This a low down review for media foundations—you are reading this if you are researching Cinema Secrets or RCMA foundations (my favorites), which are mainly used by pro MA’s for television, movie and still photography work. But they are becoming more and more popular for those of us wanting superlative natural makeup in day to day life on the streets. Both are versatile as they can function both as opaque concealer or heavy foundation, but also as a more sheer foundation, all from one product. They may turn some consumers off, as they come in very plain pancake screw top packaging—no fancy frosted glass jars, and they aren’t available at your favorite department store with gleaming counters and shimmery lights.
With these foundations you often hear--over and over again--that they apply like “a second skin”. And this is TRUE--being marketed for high definition cameras sets them apart from foundations formulated and marketed toward the consumer. CS and RCMA most often look completely natural on the skin and yet they provide a flawless glowing natural looking coverage. Part of what makes these foundations so natural, so undetectable and so glowing, is not only great unique formulations, but also the fact that they come in a vast array of human skin colored tones and undertones, making it much easier to get a very close match to your skin color. In fact matching colors with CS or RCMA can be dauntingly hard as online color swatches are miserable, and since so few brick and mortar stores sell these foundations for you to try on (except in the largest cities). Camera Ready Cosmetics in Dallas has a wonderful mail-in color matching service for media foundations, and I highly recommend their website. They help over the phone with superlative service too. Plus they’ll even sell you modest samples of these foundations making an excellent color match that much easier to make, not to mention that the samples are large enough that you can try these foundations for a week or more before deciding.
These foundations (particularly RCMA) have a learning curve, and they will take more time to apply in the morning than say slapping on Double Wear or Colorstay or Armani Silk. Media foundations meld into the skin wonderfully, disappearing as they cover redness and imperfections. With a good color match you cannot blend these foundations by spreading the color around on your face (as most of us do with traditional consumer foundations), because you won’t be able to SEE any color as it just melds and disappears into your skin. Instead you have to learn to blend and cover by how much more perfect your skin looks, and how well the redness or scaring or other imperfection, have vanished. While these foundations are heavily pigmented, they do not cover opaquely quickly in one pass—not like more “grease-paint” full coverage foundations such as MAC Full Coverage or Lauder's Double Wear Camouflage. For the few that need complete full coverage foundation you need to go back over and layer with a decent amount of product where needed (though you can just spackle it on for smaller concealer purposes). On the plus side, they also don’t look nearly as cakey with this much coverage like the more traditional and greasy textured full coverage foundations or concealers can quickly look.
These foundations absolutely have to be set with a powder, preferably a loose setting powder. So powder selection becomes more important. Many rave over RCMA’s low cost No-Color powder, I prefer MUFE HD powder, while others adore Laura Mercier. Just be aware that powder will be needed, but when a high quality powder is well applied, no-color or translucent powders only enhance the glowing finish of CS and RCMA foundations, and make them crease proof and all day lasting.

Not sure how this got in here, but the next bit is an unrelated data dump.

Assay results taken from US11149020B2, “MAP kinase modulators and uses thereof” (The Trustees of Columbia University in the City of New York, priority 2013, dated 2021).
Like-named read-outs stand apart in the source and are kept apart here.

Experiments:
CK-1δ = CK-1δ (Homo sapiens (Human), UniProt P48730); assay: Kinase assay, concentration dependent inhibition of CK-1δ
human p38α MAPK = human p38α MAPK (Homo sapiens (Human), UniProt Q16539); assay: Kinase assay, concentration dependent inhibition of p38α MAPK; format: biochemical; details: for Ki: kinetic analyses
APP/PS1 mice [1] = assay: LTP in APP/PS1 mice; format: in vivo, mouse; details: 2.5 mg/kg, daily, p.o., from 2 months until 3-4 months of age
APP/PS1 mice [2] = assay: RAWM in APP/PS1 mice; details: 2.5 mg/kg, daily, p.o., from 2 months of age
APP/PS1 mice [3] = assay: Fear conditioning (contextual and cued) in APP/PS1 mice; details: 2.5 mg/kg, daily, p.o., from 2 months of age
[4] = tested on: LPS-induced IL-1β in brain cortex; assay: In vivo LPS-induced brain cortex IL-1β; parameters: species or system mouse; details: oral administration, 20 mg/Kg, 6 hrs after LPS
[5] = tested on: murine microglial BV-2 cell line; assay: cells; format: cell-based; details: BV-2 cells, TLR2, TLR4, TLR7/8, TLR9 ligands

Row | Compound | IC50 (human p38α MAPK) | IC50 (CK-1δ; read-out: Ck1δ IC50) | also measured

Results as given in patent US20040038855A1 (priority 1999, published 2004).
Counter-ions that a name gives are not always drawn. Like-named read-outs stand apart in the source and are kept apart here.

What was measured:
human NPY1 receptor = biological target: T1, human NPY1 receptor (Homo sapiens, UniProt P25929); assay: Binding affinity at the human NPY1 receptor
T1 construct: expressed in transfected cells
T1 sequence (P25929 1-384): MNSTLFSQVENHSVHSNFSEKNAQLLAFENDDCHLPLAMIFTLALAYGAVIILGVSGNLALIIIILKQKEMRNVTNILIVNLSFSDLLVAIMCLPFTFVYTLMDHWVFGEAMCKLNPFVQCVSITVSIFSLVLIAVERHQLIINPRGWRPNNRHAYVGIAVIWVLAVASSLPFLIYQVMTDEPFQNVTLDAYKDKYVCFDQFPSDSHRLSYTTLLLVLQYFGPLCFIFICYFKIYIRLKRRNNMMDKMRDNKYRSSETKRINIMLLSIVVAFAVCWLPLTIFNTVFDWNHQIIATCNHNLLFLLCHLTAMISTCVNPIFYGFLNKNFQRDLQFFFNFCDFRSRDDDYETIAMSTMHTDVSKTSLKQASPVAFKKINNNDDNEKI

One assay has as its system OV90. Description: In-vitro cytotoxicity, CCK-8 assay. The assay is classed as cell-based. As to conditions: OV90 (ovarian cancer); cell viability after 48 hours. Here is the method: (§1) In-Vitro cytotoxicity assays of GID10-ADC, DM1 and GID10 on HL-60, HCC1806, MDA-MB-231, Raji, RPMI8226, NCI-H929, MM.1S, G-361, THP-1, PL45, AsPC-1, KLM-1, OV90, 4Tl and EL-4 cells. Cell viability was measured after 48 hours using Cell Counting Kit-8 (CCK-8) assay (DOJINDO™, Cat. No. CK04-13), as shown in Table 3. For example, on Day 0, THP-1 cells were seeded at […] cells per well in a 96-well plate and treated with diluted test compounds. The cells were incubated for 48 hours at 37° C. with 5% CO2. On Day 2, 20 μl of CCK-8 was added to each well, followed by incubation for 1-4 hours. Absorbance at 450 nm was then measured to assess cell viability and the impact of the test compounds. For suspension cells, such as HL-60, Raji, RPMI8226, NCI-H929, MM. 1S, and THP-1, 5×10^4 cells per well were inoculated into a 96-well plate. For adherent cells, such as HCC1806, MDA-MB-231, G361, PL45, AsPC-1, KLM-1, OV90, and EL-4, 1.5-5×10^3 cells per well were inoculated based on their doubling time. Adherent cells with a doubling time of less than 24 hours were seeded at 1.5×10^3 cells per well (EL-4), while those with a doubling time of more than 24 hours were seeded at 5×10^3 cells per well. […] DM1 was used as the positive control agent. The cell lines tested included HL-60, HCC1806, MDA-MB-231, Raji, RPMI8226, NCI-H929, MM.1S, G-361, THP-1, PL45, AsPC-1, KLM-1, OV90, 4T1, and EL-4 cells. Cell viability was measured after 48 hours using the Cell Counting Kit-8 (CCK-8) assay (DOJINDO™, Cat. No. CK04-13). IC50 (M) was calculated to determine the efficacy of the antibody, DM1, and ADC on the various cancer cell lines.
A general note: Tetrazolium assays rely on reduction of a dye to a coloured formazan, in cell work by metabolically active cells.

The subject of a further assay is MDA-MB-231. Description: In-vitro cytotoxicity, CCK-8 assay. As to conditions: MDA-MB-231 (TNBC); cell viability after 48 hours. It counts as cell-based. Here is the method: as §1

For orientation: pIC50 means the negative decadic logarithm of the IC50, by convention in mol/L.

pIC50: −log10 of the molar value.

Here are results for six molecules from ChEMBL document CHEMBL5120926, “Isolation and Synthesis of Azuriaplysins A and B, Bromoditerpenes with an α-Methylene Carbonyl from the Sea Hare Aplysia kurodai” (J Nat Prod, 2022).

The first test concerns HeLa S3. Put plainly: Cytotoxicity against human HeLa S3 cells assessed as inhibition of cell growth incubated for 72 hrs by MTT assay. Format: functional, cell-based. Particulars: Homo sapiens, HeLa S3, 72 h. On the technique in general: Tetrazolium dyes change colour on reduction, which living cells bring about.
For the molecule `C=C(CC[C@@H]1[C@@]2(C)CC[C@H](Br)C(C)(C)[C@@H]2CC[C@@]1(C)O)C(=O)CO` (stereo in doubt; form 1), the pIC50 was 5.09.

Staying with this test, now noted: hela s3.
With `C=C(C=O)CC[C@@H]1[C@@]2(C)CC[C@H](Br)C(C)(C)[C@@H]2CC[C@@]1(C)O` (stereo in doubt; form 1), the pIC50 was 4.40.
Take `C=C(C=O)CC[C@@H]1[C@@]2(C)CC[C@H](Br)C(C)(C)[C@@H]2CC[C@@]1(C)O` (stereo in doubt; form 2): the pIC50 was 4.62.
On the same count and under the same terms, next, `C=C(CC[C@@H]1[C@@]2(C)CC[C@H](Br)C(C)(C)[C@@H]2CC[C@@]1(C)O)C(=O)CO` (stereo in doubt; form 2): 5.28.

Cinema Secrets is my favorite with its silicone base. Their color selections are marvelous and broad, and the formulation is more creamy and easier to work with than RCMA. Cinema Secrets vanishes into the skin with lightening speed. It’s also a little easier and quicker to build up to full opaque coverage if that’s what you’re looking for, or if using as a concealer. Cinema Secrets is very long lasting (particularly over a silicone primer), as in often lasting for 12+ hours. Damp BeautyBlender or Sigma F80 work wonderfully with these foundations for me, though the damp Blender can soak up a fair amount of the creamier CS. I also strongly feel that the Cinema Secrets is much more hydrating and comfortable for drier skin types (though if you do set with the right amount of powder, it can start to feel dryer toward the end of the day).
RCMA is a tad more natural looking—truly a second skin. However the wax formulation has one of the most unique textures in the cosmetic world—it’s hard like butter from the fridge and can sometimes be downright chunky or cloddy. For more sheer coverage applications a damp sponge or brush pounced into the pot might work in a warm bathroom, but for most applications RCMA needs to be dug/scraped out of its pot and then warmed slightly and coaxed with warmth into a more creamy (and flat) texture; on the back of your hand or on a palette with your finger work best. More work than CS, but the finish is truly gorgeous, glowing and approaches truly invisible more than any other medium-full foundation I have experienced. HOWEVER, in my experience (with dry skin no less!) RCMA does not last well—it starts to fade after 3-4 hours (taking blush and contour and highlighter with it); only about 50-60% coverage remains after 6-8 hours, and mere wispy fragments are left at the 12 hour mark. For this reason alone, I pass on RCMA (and I have experimented with various primers). It’s very slight advantage in glowing invisible appearance is completely negated for me by its poor lasting power, and the extra coaxing it takes to get it to the right consistency in the morning. BUT, others claim long